Published: 15:22, 04 October 2019
| Updated: 16:03, 04 October 2019
It is impossible to say for sure if a car captured on CCTV driving down dark lanes on the night a mum-of-five went missing was that of her ex partner who stands accused of murdering her, a court has heard.
Cab driver Ben Lacomba denies killing Sarah Wellgreen, then 46, in October last year and disposing of her body in the area near their New Ash Green home on the night of October 9-10 last year.
CCTV allegedly shows Ben Lacomba's car on the night Sarah Wellgreen disappeared
While Lacomba claims he stayed at home on the night in question prosecutors allege CCTV images captured on roads leading away from the village show his car driving south in the early hours.
It’s then alleged to have been captured driving back along the same route two hours later, having driven to an unknown location.
In an effort to prove the vehicle caught on camera did belong to 39-year-old Lacomba, the father of three of Sarah's children, police drove his distinctive taxi down the same lanes.
But expert witness Clive Evans, a forensic image investigator, was unable to say conclusively that the car in the CCTV was indeed Lacomba’s car, a red Vauxhall Zafira, with All Night Cars written on the side.
He said the vehicle seen driving past CCTV at Littlefields in Plaxdale Green Road, and Lacomba’s taxi showed similarities in overall size and shape, the windows, the position of the number plate and brake lights, which lent support to the idea it was the same make and model, and the two vehicles had similar spokes on the wheels.
However certain key features of Lacomba’s taxi couldn’t be seen in the CCTV, including the aerial, the sign writing and the taxi badge, but he added “given the limitations of the imagery... and along with the effects of motion blur, I consider I wouldn’t necessarily expect to observe those features if they were present.”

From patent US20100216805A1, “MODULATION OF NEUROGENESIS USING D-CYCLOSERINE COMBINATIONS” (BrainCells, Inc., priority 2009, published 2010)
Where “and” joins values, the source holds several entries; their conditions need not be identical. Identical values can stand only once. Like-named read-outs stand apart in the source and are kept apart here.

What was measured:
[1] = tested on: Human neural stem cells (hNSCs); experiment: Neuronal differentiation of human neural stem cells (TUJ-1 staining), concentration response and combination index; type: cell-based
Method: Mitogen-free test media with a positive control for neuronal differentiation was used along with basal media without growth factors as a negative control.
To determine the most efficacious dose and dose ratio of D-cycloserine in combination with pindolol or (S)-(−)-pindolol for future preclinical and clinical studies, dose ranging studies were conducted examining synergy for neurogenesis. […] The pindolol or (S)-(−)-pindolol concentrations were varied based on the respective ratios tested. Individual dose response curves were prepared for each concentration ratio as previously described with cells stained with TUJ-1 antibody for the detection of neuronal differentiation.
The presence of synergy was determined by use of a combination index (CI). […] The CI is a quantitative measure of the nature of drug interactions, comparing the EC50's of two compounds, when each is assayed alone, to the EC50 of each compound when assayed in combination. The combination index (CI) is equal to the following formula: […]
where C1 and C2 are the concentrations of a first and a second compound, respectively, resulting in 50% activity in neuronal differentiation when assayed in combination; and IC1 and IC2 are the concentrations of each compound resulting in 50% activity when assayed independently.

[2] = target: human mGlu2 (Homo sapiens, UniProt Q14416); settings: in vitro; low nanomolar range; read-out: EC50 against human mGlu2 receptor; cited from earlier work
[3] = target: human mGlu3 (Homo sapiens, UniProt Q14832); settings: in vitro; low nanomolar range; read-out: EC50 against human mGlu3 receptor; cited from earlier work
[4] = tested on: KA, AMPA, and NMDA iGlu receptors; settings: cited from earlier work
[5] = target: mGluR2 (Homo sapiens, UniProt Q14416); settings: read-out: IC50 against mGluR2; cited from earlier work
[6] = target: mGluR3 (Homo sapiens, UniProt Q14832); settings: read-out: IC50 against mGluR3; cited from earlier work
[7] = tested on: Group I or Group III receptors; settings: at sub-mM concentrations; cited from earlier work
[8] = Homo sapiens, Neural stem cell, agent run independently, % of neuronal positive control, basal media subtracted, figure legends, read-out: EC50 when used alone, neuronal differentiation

While the sign writing wasn’t seen clearly in the CCTV a lighter area on the door could be seen.
“Were there any irreconcilable differences?” asked prosecutor Alison Morgan QC. Mr Evans replied: “no”.
“Was there anything to suggest they were not the same vehicle?” Miss Morgan added.
“No” said Mr Evans.
But his statements were interrogated by defence barrister Rebecca Trowler QC.
“If you see something which is only found on a Vauxhall Zafira you would no doubt be saying there’s powerful support for the vehicle being a Vauxhall Zafira, but you didn’t. You’re not saying you can be sure this is a Vauxhall Zafira.
“You said there were no irreconcilable differences - you can’t say it’s not the same car but equally you can’t say it is the same car.”
A reconstruction was carried out in similar weather conditions at a similar time of night in February this year.
Detective Constable James Greenidge gave evidence on how he and another police officer had taken Lacomba’s car back and forth on the alleged route.
They then collected CCTV footage from their journey, which was compared with the footage from the night Sarah disappeared.
Ms Morgan also asked him: “during that period did you see much traffic on the road?”
He replied: “In that whole period the only vehicle we saw was a milk van.”
The trial continues.